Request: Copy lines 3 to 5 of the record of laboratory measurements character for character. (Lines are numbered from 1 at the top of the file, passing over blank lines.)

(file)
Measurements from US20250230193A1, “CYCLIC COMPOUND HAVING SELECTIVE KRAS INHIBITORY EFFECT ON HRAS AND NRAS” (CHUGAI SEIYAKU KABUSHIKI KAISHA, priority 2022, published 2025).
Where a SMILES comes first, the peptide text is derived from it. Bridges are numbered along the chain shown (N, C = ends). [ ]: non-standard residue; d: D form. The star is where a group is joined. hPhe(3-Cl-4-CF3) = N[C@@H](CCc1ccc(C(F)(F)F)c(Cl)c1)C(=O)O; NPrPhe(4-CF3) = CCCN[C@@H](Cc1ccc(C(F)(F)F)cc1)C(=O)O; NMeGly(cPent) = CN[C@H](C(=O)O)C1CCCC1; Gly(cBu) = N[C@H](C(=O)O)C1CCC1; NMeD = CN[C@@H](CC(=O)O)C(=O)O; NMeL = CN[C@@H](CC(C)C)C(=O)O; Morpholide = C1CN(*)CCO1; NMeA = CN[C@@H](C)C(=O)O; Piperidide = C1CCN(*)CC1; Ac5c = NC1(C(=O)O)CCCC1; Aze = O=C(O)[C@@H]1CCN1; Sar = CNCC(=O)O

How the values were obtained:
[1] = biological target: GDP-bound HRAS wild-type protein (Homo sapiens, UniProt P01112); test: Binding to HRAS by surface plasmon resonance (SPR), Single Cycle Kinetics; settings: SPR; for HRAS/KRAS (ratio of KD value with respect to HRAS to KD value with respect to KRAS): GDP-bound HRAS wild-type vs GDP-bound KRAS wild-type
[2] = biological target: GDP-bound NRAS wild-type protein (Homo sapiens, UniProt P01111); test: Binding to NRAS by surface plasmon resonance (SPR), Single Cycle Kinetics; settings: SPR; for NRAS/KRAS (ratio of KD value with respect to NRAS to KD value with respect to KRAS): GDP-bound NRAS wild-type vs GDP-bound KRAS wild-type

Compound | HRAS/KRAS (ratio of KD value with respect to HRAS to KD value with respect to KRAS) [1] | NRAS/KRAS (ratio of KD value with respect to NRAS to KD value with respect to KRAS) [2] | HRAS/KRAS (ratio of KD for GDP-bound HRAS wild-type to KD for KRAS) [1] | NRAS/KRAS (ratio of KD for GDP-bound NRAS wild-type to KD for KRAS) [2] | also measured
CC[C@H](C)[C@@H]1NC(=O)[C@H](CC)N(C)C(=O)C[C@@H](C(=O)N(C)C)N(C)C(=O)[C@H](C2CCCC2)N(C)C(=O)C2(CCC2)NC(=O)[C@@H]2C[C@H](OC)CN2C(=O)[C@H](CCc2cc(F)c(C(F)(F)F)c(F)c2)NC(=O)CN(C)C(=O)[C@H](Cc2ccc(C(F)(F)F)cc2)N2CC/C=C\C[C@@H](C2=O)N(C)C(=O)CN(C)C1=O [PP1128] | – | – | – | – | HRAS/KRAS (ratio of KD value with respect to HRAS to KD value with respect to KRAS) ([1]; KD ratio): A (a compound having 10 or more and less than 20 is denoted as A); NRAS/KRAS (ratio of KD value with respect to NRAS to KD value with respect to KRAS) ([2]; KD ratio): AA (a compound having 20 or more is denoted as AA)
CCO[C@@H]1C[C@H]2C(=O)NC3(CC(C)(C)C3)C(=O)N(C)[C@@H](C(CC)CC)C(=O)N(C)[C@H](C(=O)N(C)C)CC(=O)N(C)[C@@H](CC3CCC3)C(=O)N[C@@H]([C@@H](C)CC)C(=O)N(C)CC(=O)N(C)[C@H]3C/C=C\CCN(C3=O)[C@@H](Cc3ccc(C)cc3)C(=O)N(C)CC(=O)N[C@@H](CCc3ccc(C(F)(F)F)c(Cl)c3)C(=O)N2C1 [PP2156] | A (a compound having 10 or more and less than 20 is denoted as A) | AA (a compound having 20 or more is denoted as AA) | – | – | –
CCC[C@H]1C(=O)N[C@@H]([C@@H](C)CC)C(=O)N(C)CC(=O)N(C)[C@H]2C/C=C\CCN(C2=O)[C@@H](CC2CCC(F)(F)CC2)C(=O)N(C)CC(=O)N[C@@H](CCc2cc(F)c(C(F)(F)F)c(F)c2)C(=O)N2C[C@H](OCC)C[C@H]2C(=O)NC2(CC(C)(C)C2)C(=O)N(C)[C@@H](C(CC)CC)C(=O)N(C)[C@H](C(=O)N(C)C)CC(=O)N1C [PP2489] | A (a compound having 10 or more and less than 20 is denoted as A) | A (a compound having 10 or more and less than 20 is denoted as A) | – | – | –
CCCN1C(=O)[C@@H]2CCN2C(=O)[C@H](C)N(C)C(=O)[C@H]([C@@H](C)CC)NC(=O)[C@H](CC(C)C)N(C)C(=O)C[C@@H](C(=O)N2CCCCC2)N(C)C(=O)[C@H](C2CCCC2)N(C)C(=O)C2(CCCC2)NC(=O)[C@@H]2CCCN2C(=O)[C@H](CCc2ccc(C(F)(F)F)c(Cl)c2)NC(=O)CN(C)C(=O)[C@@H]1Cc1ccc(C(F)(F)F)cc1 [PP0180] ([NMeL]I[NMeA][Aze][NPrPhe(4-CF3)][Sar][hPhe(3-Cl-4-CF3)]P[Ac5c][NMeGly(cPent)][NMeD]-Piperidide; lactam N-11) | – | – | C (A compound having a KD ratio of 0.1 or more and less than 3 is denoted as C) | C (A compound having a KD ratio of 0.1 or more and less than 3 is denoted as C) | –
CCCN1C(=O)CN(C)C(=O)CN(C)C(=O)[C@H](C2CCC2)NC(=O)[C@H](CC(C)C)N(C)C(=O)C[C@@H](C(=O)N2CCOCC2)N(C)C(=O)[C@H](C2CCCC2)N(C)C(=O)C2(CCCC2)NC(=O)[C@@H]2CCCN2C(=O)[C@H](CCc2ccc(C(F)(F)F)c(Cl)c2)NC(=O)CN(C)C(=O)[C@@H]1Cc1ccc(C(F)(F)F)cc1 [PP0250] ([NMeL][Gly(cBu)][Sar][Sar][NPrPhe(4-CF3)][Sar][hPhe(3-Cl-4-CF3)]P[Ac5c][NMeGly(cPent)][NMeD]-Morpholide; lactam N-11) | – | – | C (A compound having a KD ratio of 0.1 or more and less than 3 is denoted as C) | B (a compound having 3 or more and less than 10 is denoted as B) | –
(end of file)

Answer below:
How the values were obtained:
[1] = biological target: GDP-bound HRAS wild-type protein (Homo sapiens, UniProt P01112); test: Binding to HRAS by surface plasmon resonance (SPR), Single Cycle Kinetics; settings: SPR; for HRAS/KRAS (ratio of KD value with respect to HRAS to KD value with respect to KRAS): GDP-bound HRAS wild-type vs GDP-bound KRAS wild-type
[2] = biological target: GDP-bound NRAS wild-type protein (Homo sapiens, UniProt P01111); test: Binding to NRAS by surface plasmon resonance (SPR), Single Cycle Kinetics; settings: SPR; for NRAS/KRAS (ratio of KD value with respect to NRAS to KD value with respect to KRAS): GDP-bound NRAS wild-type vs GDP-bound KRAS wild-type